…as it develops African-based entrepreneurial competence framework
The OR Tambo Research Chair Initiative (ORTARChI) at the Kwame Nkrumah University of Science and Technology (KNUST) has been launched successfully, with a mandate to find empirical evidence that establishes the fact high growth technology-driven entrepreneurial businesses can lead to youth employability.
It aims to use applied research, captivating engagement initiatives and innovative educational programmes to understand and appreciate the role of technology entrepreneurship in accelerating youth employability in sub-Saharan Africa.
Governments across the African continent over the years have been struggling to find an antidote for the increasing level of youth unemployment that is now becoming a security concern matter.
In a bid to find a lasting solution to this security menace, ‘chairs’ under the ORTARChI are embarking on research initiatives which will come out with scientific evidence to help create sustainable jobs for the youth.
With this initiative, KNUST School of Business (KSB) will for the next five years conduct relevant research and support high-end skills development under thematic areas in the Humanities and social sciences, focusing attention on technology, entrepreneurship and youth employability.
In view of this, 10 students have been given scholarships by the South African government to embark on their PhDs to prove with empirical evidence that high intensity of technology, driven by high growth entrepreneurial businesses owned and managed by young people, could lead to a reduction in unemployment.
“We want to create an African context-specific entrepreneurial competence framework that any African policymaker can pick to begin educating African children about the skill-sets they need to become successful entrepreneurs, and subsequently be able to create jobs. We want to target down to even the primary school level, so that before they come to university they have a clear mind about their career path. We will do our best to make Africa proud.
“The focus will be to lead a continent-wide conversation on how to use transformative research and educational engagement initiatives to harness the potential of African youth to create new jobs and drive the conversations on youth employability in Africa,” said the Dean of KSB, Prof. Nathaniel Boso.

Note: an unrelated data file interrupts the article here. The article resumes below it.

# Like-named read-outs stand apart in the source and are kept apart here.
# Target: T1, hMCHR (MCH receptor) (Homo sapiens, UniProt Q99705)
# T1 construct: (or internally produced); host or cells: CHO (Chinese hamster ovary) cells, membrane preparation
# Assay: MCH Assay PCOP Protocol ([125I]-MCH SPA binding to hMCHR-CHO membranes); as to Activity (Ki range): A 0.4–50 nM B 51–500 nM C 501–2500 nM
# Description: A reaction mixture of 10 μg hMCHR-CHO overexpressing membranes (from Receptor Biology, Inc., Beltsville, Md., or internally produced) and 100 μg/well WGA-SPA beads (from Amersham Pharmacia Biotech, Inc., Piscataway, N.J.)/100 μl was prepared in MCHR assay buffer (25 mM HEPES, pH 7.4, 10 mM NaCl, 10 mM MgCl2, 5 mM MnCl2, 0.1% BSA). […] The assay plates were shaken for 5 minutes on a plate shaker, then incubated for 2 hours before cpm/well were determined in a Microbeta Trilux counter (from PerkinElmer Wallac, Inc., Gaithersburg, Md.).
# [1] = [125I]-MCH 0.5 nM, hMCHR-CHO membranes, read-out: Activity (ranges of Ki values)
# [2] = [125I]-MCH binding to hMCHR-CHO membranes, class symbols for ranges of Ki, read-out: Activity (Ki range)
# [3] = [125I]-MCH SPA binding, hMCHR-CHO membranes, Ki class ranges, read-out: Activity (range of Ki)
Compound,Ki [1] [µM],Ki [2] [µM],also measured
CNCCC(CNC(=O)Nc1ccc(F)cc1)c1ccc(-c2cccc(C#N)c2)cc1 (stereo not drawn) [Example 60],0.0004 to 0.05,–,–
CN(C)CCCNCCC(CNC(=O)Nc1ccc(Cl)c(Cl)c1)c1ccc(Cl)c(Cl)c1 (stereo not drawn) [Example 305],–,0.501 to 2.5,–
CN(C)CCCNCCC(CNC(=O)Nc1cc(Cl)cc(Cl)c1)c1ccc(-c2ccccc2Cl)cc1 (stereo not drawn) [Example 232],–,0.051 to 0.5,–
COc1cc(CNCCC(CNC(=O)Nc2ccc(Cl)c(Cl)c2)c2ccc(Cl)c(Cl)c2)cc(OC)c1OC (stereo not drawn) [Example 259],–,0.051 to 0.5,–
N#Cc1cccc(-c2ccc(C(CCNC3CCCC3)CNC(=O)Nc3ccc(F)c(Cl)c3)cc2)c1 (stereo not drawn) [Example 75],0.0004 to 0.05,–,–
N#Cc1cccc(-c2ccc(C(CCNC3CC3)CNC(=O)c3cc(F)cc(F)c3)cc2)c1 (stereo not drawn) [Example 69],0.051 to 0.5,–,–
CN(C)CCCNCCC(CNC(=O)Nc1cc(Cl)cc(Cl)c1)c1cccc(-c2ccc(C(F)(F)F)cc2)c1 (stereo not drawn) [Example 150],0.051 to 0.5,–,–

Speaking at his inauguration as the ORTARChI Chair to KNUST, Prof. Boso explained that the projects have been classified under three areas: namely ‘Agribusiness Technology Entrepreneurship; Financial Inclusion Technology entrepreneurship; and Healthcare Technology entrepreneurship.
“One issue that as far as this chair is concerned has not been explored very well is the notion of entrepreneurship. Not just as has been defined across Africa – table-top business – but high growth technology training entrepreneurial initiatives and activities.
“That is the hypothesis for which this chair wants to find empirical evidence, to establish for academics around the world, to practitioners and policymakers, that when they allow African society to be driven by entrepreneurship, we can be on the way to creating new jobs – that is, sustainable jobs, jobs that pay well; and if this happens, our argument is that unemployment will certainly come down,” he said.
Director, Strategic Partnership, National Research Foundation of South Africa, Dorothy Ngila, on her part charged the ‘chair’ to use their position to support development in their countries; especially in terms of education and youth employability.
“We would like these chairs to support development trajectories, especially in the countries they are located in. ORTARChI is critical in its contribution to higher education, training the next generation of scientists and academics, and producing cutting-edge research and innovation that supports knowledge, society and the economy of Ghana and Africa as a whole,” she said.